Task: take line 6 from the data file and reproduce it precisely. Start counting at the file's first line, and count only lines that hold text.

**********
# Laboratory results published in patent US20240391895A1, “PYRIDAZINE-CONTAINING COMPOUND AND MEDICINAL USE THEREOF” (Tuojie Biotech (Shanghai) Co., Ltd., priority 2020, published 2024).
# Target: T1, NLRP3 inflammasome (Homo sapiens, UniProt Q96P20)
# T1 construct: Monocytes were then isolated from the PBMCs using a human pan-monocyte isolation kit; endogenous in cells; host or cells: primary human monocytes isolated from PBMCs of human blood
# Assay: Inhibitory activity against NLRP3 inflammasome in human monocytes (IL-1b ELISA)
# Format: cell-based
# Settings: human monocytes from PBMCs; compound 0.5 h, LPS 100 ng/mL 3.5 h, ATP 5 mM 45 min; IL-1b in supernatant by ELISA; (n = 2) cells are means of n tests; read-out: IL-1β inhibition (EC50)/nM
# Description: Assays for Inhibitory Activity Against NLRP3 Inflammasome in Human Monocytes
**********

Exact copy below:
# Settings: human monocytes from PBMCs; compound 0.5 h, LPS 100 ng/mL 3.5 h, ATP 5 mM 45 min; IL-1b in supernatant by ELISA; (n = 2) cells are means of n tests; read-out: IL-1β inhibition (EC50)/nM